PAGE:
Blue Ribbon memories

Although the area is undergoing rapid development, some of the original Pabst buildings remain. Photo illustration by Carl Swanson

Although the former Pabst brewery complex in Milwaukee is being converted into a mixed-use development, some of the original buildings remain. Photo illustration by Carl Swanson

When I moved to Milwaukee 25 years ago I did what everyone does. I toured the Pabst Brewery. Because, free beer.

Of course, Pabst Blue Ribbon is not in the same class as Riverwest Stein, but what is?

I arrived five minutes after the day’s last tour had departed, which is pretty much the story of my life. However, the people at the visitor’s center were very nice. A group from Germany had arranged for a private tour but they probably wouldn’t mind me tagging along.

The tour was led by a young woman who was good at her job but rather hampered by the German group’s overbearing leader. The Pabst guide would say one or two sentences then we all stood around for 10 minutes or so to let Mr. Bossy-Britches harangue his merry band of Krauts.

In due time the Pabst guide directed our attention to a diagram of the brewing process. She explained it takes a lot of water, so, long ago, the brewery had installed a private pipeline to draw water directly from Lake Michigan. She then moved on to describe the first step in making beer, oblivious to a sudden outbreak of foot-shuffling, worried glances darting back and forth, and muttering from the audience.

The German tour leader finally cleared his throat. “Miss? Does the brewery filter the lake water?”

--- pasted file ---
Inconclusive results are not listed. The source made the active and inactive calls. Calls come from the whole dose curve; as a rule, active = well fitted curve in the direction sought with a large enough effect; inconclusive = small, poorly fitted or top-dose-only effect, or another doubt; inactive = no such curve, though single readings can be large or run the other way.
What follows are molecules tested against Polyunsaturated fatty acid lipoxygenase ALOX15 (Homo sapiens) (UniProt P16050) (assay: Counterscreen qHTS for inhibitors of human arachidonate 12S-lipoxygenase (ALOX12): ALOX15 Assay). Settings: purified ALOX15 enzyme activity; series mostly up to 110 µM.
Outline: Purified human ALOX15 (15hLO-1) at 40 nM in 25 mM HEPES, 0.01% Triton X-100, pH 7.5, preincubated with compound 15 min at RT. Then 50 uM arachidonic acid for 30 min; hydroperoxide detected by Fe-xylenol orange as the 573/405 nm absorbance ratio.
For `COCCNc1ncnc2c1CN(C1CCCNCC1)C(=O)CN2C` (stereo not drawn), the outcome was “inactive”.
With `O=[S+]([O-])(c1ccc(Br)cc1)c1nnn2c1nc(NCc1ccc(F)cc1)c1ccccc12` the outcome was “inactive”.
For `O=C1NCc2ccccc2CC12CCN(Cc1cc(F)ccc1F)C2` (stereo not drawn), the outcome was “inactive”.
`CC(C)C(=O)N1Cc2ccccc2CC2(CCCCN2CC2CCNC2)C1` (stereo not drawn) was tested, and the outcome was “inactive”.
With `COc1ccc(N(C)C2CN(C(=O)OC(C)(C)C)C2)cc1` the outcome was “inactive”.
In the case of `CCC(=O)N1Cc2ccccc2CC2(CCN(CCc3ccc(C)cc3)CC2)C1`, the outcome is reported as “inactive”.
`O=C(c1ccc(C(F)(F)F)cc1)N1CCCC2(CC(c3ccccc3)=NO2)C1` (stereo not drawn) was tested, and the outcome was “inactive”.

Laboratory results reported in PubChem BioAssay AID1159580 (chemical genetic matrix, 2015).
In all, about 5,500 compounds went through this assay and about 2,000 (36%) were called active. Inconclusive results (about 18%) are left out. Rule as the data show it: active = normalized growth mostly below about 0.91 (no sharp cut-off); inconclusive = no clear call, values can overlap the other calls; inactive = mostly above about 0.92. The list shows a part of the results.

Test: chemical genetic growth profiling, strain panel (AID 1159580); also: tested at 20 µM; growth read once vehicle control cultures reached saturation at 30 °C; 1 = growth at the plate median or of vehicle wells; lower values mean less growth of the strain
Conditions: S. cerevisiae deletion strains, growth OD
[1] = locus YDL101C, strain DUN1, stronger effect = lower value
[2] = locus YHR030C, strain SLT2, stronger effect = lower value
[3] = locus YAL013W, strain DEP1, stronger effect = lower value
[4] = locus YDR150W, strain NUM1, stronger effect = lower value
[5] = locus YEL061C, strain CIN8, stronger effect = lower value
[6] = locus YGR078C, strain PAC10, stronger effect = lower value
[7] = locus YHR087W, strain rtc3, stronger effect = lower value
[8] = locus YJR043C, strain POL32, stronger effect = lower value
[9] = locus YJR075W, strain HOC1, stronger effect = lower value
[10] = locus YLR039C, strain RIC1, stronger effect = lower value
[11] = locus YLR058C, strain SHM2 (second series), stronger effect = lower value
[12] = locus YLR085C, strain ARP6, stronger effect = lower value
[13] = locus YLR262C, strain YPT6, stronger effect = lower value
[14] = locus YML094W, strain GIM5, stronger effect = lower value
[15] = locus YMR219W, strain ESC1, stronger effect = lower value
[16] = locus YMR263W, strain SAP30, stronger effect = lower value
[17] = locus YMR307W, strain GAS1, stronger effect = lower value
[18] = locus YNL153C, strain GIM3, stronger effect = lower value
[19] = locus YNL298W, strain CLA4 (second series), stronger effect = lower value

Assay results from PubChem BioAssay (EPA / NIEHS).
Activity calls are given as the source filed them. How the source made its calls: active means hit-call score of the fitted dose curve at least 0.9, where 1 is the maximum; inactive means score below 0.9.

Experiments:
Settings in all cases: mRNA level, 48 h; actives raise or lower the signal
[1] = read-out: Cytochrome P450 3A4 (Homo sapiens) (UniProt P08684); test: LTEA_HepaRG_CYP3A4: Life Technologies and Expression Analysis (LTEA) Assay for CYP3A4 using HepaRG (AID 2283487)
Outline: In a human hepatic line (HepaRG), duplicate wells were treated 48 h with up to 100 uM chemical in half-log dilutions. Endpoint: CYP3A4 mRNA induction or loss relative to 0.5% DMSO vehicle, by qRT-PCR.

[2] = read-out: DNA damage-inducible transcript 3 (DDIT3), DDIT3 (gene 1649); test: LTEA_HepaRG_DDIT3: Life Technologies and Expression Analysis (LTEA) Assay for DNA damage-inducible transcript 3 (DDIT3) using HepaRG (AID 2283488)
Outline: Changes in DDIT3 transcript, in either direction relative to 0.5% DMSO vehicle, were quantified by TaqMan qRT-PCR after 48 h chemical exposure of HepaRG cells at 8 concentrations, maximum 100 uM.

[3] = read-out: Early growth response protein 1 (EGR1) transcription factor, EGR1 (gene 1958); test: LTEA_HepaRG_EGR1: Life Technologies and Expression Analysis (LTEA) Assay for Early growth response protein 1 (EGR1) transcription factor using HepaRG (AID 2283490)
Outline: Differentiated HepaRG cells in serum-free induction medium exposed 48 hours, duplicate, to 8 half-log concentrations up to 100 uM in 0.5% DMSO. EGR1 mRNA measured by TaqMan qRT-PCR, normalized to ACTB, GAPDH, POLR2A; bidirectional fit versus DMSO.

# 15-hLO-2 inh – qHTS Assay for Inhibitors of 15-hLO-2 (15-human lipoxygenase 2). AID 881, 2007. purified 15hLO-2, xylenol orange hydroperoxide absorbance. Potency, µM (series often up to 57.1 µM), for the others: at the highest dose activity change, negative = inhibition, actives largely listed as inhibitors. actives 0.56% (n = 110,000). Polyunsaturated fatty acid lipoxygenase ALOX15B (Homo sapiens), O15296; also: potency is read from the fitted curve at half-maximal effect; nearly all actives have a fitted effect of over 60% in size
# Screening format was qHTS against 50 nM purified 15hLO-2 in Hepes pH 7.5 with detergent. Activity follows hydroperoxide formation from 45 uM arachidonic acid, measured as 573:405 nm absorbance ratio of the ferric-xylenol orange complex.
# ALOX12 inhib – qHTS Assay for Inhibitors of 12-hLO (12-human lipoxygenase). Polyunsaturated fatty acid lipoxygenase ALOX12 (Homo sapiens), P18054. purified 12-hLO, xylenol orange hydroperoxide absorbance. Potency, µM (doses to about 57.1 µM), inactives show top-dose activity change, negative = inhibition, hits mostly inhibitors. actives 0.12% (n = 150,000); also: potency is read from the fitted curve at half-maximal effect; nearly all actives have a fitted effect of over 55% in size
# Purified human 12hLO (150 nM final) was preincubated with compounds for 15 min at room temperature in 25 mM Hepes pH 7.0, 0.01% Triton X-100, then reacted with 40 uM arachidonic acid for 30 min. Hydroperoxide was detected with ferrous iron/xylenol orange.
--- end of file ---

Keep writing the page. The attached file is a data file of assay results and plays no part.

“Oh!” she said, “Yes. In fact we have state-of-the-art water purification. I should have mentioned that!”

Gee, Ya think?

The Pabst Brewery complex, as it appeared around 1890. Detroit Publishing Company image, Prints and Photographs Division, Library of Congress LC-D4-12569

The Pabst Brewery complex, as it appeared around 1890. Detroit Publishing Company image, Prints and Photographs Division, Library of Congress LC-D4-12569

The tour went off the rails at the brew house with its immense multi-story copper kettles, The guide talked for about five minutes. Then our trans-Atlantic friend started in. And. Did. Not. Stop. A half-hour later and he was still going strong. Worse, I was getting the feeling he was making sarcastic comments about Pabst, American brewing in general, and the superiority of the Old Country’s way of doing things. I heard one word I recognized, “Reinheitsgebot,” the German beer purity law, dating all the way back to the 1500s and placing strict limits on what can go into beer. He said it while making a grand wave at the brew kettles and the members of his group chuckled. In fact he was getting plenty of laughs and I noticed our company guide looking increasingly thin-lipped and irritated. It not nice for visitors to make fun of their hosts.

Vindication arrived when we reached the bottling line. It had been down for maintenance but started up just as we got there. A wave of aluminum Pabst cans 12 feet wide surged down a chute and past us in a blur. And the cans just kept coming. The Germans were absolutely silent, enthralled by the incredible volume of production.

I wanted to nudge the German tour leader and say, “See? This is the point. Cheap, consistent, and always plenty more of it. Welcome to Milwaukee.”

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